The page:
Bethlehem United Methodist Church
Saturday, September 23, 2017
Mission Statement: To give of ourselves so others may know Jesus Christ.
 
 

About Us

 
 
The United Methodist Church was formed with the merger of the Methodist Church and the Evangelical United Brethren Church in 1968. United Methodists trace their spiritual heritage back to 18th-century evangelical leaders John and Charles Wesley, Jacob Albright and Philip William Otterbein.
 
United Methodists speak many languages and live in many countries with many different cultures, ethnic traditions, national histories and understandings of Christian faith and practice.
 
We are people dedicated to a life of participation, personal responsibility, generosity, sacrifice and self-restraint, responding to the call of Jesus Christ.
 
 
 
 We are a covenant community, concerned about God's children everywhere. In life's clouds of doubt and division, we see the sunlight of God's purpose bringing healing, harmony and hope.
 
We love worship, study of God's word, music, potluck dinners and a sense of community, a sense of belonging.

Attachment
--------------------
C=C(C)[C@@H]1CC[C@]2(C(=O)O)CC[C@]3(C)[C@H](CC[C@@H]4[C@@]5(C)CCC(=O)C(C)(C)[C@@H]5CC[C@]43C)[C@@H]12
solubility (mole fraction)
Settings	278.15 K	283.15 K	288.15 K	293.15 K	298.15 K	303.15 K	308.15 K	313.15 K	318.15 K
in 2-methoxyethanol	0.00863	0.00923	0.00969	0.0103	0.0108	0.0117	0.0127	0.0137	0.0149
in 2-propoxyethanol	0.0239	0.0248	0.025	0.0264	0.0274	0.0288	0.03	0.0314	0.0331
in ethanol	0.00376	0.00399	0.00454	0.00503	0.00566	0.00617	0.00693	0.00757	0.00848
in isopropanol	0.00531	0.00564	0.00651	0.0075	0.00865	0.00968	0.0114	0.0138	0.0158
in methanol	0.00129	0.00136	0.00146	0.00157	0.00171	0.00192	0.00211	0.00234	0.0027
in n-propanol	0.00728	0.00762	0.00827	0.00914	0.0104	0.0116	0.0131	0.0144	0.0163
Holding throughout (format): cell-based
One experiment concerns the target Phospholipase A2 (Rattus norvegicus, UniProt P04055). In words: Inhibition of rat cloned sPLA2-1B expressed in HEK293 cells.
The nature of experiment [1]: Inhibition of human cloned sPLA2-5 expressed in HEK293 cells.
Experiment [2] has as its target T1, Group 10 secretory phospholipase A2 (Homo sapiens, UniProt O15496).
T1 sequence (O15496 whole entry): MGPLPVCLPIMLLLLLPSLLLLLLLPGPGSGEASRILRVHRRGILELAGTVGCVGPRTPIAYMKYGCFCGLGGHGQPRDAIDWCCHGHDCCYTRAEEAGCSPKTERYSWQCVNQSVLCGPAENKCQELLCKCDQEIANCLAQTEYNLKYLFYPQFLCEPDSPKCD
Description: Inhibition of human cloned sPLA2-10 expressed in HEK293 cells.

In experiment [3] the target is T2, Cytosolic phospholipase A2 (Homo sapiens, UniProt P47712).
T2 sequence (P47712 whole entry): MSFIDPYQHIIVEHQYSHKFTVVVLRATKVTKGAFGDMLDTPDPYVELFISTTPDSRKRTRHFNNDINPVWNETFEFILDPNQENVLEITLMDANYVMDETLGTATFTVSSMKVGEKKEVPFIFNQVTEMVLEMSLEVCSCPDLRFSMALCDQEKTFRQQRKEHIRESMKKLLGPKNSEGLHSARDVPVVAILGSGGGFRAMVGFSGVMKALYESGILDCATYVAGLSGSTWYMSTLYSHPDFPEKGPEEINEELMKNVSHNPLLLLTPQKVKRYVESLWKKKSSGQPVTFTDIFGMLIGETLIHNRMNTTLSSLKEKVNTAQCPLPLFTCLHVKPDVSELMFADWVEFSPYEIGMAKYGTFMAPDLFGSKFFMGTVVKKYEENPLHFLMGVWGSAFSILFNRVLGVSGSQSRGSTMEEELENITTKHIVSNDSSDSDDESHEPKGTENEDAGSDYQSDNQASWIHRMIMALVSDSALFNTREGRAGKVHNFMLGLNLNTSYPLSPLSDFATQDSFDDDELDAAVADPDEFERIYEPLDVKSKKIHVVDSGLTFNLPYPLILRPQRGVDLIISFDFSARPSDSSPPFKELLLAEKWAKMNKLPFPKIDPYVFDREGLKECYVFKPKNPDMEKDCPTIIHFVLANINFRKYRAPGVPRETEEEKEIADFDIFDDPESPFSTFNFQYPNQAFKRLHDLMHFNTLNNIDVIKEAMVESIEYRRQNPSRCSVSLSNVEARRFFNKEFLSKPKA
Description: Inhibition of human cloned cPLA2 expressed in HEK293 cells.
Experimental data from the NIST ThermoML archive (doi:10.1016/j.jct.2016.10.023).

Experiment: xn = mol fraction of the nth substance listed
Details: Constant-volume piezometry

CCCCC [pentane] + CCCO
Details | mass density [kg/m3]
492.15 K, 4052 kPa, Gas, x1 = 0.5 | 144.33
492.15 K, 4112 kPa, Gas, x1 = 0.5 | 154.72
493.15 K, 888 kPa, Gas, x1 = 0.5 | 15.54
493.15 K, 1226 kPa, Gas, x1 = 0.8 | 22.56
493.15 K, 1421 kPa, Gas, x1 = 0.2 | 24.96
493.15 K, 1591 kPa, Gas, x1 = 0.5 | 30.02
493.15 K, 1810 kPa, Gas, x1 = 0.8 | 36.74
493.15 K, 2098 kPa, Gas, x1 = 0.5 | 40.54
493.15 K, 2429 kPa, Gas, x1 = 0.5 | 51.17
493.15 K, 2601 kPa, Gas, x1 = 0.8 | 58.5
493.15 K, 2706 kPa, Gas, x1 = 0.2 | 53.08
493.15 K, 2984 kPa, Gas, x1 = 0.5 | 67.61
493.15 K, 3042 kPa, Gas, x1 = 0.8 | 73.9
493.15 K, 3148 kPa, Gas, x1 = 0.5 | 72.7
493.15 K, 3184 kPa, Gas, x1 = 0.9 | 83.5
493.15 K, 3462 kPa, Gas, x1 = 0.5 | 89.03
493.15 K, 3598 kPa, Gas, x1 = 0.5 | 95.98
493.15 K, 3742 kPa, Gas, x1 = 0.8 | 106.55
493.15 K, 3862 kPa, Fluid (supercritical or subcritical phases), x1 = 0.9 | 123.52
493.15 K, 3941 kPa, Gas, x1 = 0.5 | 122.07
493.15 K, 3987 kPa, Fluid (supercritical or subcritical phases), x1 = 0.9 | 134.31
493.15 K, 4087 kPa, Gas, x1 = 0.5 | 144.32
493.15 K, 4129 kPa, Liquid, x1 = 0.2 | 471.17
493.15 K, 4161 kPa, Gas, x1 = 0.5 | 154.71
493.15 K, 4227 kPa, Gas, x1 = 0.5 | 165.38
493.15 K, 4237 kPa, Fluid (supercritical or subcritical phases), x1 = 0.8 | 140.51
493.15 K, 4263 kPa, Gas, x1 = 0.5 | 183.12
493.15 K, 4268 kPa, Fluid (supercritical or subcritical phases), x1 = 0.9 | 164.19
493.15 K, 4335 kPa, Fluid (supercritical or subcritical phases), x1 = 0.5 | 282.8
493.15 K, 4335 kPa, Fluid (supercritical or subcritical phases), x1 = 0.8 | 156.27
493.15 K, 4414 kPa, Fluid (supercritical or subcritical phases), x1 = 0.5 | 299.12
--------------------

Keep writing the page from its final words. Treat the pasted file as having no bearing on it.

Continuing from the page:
We welcome people of faith into our churches, and especially people who are searching for answers to life's tough questions, because we know what it's like to feel alone, unsure..... to need a welcoming place with open hearts, open minds, open doors.
 
We live the promise we made the day we joined the United Methodist church..... the promise of our prayers and our presence..... our gifts and our service.
 
 
 
This painting is the front piece of the sanctuary of Bethlehem Church. This large 7' x 11' picture was painted by a former pastor, Rev. Dr. C. Guy Stambach (1895-1972), who served this congregation during the late 1940s.
 
It carries the title: "Come Unto Me", and is a depiction of the famous invitation of Jesus in Matthew 11:28: "Come unto me all ye who labor and are heavy laden, and I will give you rest."
 
Pastor Guy, "The Painting Pastor", produced over 330 works during his career, often rising at 4:30 am to paint, then beginning his pastoral work at 9 am.
 
The bulk of his pictures may be found in Central Pennsylvania, and hang in many United Methodist Churches, as well as other denominations across the nation, as far as Washington State.
 
Many persons have shared a great sense of comfort and peace as they have gazed at this painting through the years.